p41101981Khristos vos Kres!” Good Friday was a BEAUTIFUL spring day!!! So different from what transpired 2,000 years ago, a dismal day Christians choose to remember and I decided to fast to be reminded of the cross. (Horrid flashbacks of Mel Gibson’s horribly bloody movie “The Passion” reappear in my mind) After a morning class with my students and being interviewed by a former student in journalism with a big camera taping it, time for a much needed walk down hill to the Green Bazaar. My favorite places to shop (by necessity because of my meager budget) are the Second Hand stores just north of the Green Bazaar and I discovered there is a new one that just sprouted up. I bought several tablecloths, one is a perfect linen one for only $6. I found a dress my color and then as I was checking out the fourth store, my friend Brenda called. She wanted me to join her for pizza at Ramstor. I declined but once I finished shopping I hopped on a bus and told her I’d be there in 15 minutes to meet up with her after all. Once we met, we went shopping for foodstuffs at Ramstor and then parted ways. Good to catch up even if for just 20 minutes.

Walked up my five flights of stairs to dump off my loot from shopping and walk downhill to our university where the KELT play was about to begin at 7:00. “David and Lisa” had been much advertised. With a busy week, I hadn’t figured out who would go with me, so I went solo figuring I’d meet up with someone I’d know. I was pleasantly surprised to see the heavy marketing paid off, the Great Hall was almost full and I seated myself in the fourth row in order to hear the actors’ lines better. A cast of 20, mostly Kazakh university students or other nonnative speakers necessitates being close to stage in order to not miss any words. I’ve learned this from past experience of attending other KELT productions.

Other native speakers of English who are professionals in the city of Almaty and who enjoy community theater were also in the cast of characters for “David and Lisa.” However, the articulation and volume of most all actors was very good. I thought the best job was done by an Australian lady who sounded VERY American in her role as a doting, overbearing mother. Also, Elina who played the lead role of Lisa did a superb job, she was supposed to sound nonsensical in her rhyming sentences and her boundless energy was phenomenal. She had split personalities, one that was hyperactive Lisa, the other was morose Muriel who was gloomy, almost scary. The other lead who played David did a great job too, I think he had the most lines to memorize.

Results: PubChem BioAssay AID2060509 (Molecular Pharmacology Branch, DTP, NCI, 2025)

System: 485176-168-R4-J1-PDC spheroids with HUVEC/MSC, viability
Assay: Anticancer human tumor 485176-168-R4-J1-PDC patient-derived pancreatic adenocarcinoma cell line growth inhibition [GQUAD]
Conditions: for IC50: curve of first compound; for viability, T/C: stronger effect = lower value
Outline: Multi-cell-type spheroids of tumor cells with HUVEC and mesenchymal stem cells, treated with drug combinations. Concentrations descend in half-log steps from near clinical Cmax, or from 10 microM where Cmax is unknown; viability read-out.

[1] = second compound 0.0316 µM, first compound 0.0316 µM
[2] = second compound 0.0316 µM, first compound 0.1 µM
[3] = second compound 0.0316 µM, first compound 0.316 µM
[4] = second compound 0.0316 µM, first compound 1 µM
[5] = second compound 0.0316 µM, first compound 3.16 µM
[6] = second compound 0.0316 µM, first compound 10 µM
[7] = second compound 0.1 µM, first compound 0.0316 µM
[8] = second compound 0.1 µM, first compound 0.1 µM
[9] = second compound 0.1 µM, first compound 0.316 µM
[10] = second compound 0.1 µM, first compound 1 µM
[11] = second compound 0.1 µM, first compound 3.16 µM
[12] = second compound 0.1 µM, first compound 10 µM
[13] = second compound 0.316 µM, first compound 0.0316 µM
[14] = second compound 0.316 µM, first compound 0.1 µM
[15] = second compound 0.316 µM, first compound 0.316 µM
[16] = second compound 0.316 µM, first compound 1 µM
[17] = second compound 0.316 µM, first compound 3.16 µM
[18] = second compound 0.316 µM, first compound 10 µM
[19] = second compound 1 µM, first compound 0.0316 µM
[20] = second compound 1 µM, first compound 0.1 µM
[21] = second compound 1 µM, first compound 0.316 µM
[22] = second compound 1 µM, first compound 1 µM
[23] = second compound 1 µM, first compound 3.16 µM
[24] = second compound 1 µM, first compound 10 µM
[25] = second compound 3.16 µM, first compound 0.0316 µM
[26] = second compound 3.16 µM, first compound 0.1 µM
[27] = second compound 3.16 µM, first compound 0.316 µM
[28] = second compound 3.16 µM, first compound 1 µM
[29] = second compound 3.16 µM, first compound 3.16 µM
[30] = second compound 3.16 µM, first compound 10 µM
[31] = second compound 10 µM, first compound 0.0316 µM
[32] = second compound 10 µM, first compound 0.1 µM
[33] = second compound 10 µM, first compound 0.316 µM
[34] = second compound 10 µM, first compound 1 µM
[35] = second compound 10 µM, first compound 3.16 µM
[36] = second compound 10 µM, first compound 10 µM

What was funny about the start of the evening was as I was shutting off my cellphone before the performance I noticed I had missed one call. It was my French friend Benedicte who lives near me. She too had decided to go to the play on her own at the last minute but I didn’t know that so when I returned her call I told her where I was. She said, “turn around.” I did and then five rows back she waved. After intermission we sat together and watched the second half of the intense play. The play ended well and so Benedicte and I walked up the hill together talking about the amazingly complicated play we had just witnessed. She had been fasting too, so we both ended our Good Friday on a good note.

Saturday I had invited the opthamologist’s daughter over to find out about her Kazakh family background. (tomorrow I’ll share what I learned from Leila) Before that I had bought an Easter lily for Brenda whom I’d see the next day for our Easter meal at her home. I then prepared Mexican tacos for my students who were coming for my final “make-up” class Saturday evening and we watched “Emperor’s Club” with English subtitles. We had a lot to discuss afterwards because it was about teacher-students relationships and integrity, character and honor codes. This movie deals with cheating and dishonesty which we unfortunately have to deal with all the time at our university.

Sunday morning was a very special Easter service where we sang all the usual Wesley hymns starting with “Up from the Grave He Arose!” An extra treat was having an African American woman, who is a professional jazz singer, do a rendition of “How Great Thou Art.” The worship team had some added brass, a sax and drums along with the guitar. Peyton’s sermon was wonderful and I’ll long remember the story about his wife’s Uncle Billy. At the beginning he told of Uncle Billy’s part of the D-Day operation in WWII where he was the pilot of one of the many American boats that brought Americans to French soil to fight and die for freedom. However, Uncle Billy’s boat was bombed even before they got to shore and recovering all the dead bodies, they were all put in a morgue. By the end of the sermon, Peyton finished the story about Uncle Billy waking up in the midst of all these dead bodies, having only been knocked unconscious. He was spared, he revived to live his life. Jesus whose death we honor and memorialize on Good Friday was dead, dead, dead. What we celebrate on Easter Sunday is that He is alive! It’s not a dog’s life after all but God’s LIFE!p4120213

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What fun to go with my two university friends to finish off my Easter weekend at Brenda and Thom’s place. I played her piano, ate good food and mingled with new people and “old” friends over a ham, an actual sit down meal with carrot cake made by Julia to top it off. Thanks Molly and Zoey (dog’s names) for having us. It’s a dog’s life.